Supporting the Psychological Well-Being of the Early Care and Education Workforce: Findings from the National Survey of Early Care and Education

Publication Date: July 12, 2018
Supporting the Psychological Well-Being of the Early Care and Education Workforce: Findings from the National Survey of Early Care and Education Cover

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  • Published: 2018


Research Questions

  1. How psychologically distressed is the ECE workforce?
  2. What formal and informal workforce supports are associated with less distress in the ECE workforce?

While many efforts to improve the quality of early care and education (ECE) have focused on increasing teachers’ and caregivers’ competencies and knowledge specific to the teaching of young children, a small body of research suggests that an ECE workforce that is mentally healthy can provide the best-quality care for children.


Quality improvement efforts for ECE often focus on increasing teachers’ and caregivers’ competencies and knowledge specific to the teaching of young children. Now, a growing body of research suggests that supporting caregivers’ psychological well-being may also be a worthy goal. This report addresses an important next step in this work: understanding the linkages between various workforce supports and teachers’ psychological well-being.

The findings from this report can be used to guide practices and policies in ECE programs to support teachers’ psychological well-being. This report will also be helpful for researchers because it describes future studies that could be undertaken to answer remaining questions about the psychological well-being of the ECE workforce.

Key Findings and Highlights

  • Fewer than one in ten center-based ECE teachers have moderate psychological distress, and less than one percent experience serious distress.
    • ECE teachers were less likely than the general population of adult females to experience serious psychological distress.
  • Teachers had less psychological distress when they experienced teamwork, respect, and stability at work.
    • Other workforce supports were hypothesized to be important for ECE teachers’ well-being, but were not significantly associated with teachers’ distress. These included (a) group size/ratio, (b) availability of coaching/mentoring, (c) financial support for professional development, (d) substantive supervision, and (e) support for the teacher in dealing with difficult children and parents.
    • Teachers with lower household incomes reported greater psychological distress.


This report used data from the National Survey of Early Care and Education (NSECE), a nationally representative survey of the ECE workforce collected in 2012. Teachers responded to six items assessing symptoms of nonspecific psychological distress—for example, how often they feel like “everything is an effort.” This six-item measure was developed to assess population-level mental health in the U.S. National Health Interview Survey. Workforce supports were measured at the same time as teachers’ psychological well-being.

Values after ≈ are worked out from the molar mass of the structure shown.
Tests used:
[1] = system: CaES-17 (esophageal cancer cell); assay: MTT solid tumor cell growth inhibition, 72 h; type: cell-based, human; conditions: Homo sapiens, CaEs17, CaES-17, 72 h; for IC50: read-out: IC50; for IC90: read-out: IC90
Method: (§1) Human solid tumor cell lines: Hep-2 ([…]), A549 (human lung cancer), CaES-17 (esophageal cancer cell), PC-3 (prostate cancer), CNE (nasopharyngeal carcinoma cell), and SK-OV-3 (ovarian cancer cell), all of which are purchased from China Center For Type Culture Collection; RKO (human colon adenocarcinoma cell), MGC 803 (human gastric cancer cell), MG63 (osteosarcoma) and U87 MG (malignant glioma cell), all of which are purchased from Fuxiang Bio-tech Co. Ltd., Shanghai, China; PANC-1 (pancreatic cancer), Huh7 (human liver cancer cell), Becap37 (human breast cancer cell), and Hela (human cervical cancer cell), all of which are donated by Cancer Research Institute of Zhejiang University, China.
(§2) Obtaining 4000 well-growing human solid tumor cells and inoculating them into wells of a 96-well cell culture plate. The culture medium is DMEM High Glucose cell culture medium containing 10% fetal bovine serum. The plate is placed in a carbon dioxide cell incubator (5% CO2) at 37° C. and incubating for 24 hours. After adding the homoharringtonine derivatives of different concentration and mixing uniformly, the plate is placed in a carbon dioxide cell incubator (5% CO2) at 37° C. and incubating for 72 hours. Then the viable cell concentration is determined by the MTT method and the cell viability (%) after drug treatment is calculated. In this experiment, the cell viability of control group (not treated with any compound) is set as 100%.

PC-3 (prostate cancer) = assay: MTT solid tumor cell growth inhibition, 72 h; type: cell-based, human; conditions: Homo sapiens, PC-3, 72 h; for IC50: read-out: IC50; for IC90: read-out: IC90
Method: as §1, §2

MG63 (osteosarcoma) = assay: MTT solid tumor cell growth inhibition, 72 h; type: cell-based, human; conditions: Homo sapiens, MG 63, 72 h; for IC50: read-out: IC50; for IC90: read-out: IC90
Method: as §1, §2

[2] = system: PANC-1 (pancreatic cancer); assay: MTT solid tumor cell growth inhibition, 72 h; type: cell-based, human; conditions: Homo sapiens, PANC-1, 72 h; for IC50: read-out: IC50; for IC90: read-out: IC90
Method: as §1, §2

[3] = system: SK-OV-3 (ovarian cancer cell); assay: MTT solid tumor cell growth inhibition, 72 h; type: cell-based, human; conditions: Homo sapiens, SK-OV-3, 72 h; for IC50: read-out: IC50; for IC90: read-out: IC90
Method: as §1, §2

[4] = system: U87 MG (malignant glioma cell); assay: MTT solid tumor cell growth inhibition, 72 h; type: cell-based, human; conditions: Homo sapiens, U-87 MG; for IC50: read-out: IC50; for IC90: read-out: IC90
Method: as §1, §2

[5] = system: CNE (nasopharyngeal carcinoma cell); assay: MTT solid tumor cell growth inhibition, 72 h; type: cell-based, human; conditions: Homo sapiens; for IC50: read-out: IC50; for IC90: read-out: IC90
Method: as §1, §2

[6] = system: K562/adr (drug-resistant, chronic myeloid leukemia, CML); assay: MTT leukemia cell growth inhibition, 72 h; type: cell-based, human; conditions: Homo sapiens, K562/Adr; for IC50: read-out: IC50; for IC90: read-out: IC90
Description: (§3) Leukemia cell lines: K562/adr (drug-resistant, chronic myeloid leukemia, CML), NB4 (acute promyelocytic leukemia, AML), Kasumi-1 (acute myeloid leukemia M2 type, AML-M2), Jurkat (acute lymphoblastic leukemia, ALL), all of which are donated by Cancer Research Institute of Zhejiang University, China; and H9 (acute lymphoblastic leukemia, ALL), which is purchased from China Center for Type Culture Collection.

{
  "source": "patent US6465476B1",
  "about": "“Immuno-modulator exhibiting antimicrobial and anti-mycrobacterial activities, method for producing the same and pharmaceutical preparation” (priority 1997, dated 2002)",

After accounting for teachers’ background characteristics, we examined whether formal workforce supports (e.g., coaching/mentoring) and informal workforce supports (e.g., feeling respected at work) were associated with ECE teachers’ psychological distress.


While our findings are not causal, they suggest that ECE programs with a supportive and rewarding workplace climate may be beneficial for ECE teachers’ psychological health. Programs and research should further explore aspects of workplace climate, including teamwork and respect, as well as a broader range of possible supports and practices to strengthen social connections and esteem among employees. Finally, programs and future research should explore a range of practices or conditions that may alleviate financial or material stressors for teachers, given our finding that teachers with higher household incomes had lower levels of psychological distress.

Researchers can further illuminate this topic in the following ways:

  • Continue to explore whether, and under what circumstances, psychological distress in the ECE workforce may negatively impact children’s well-being.
  • Capitalize on longitudinal study designs to understand how various workforce supports, teachers’ psychological distress, and employment status (e.g., exiting the workforce) are related over time.
  • Identify predictors of psychological distress among home-based ECE teachers and caregivers.
  • Collect more detailed information about specific workforce supports, such as whether a coaching program included mental health consultation.
  • Further explore the association between ECE teachers’ household income and their psychological distress, seeking to understand how income may contribute to teachers’ psychological distress, such as through individual wages, financial security, material hardship, or perceived inequality.


Madill, R., Halle, T., Gebhart, T., & Shuey, E. (2018). Supporting the psychological well-being of the early care and education workforce: Findings from the National Survey of Early Care and Education. OPRE Report #2018-49. Washington, DC: Office of Planning, Research and Evaluation, Administration for Children and Families, U.S. Department of Health and Human Services.


Early Care and Education
National Survey of Early Care and Education
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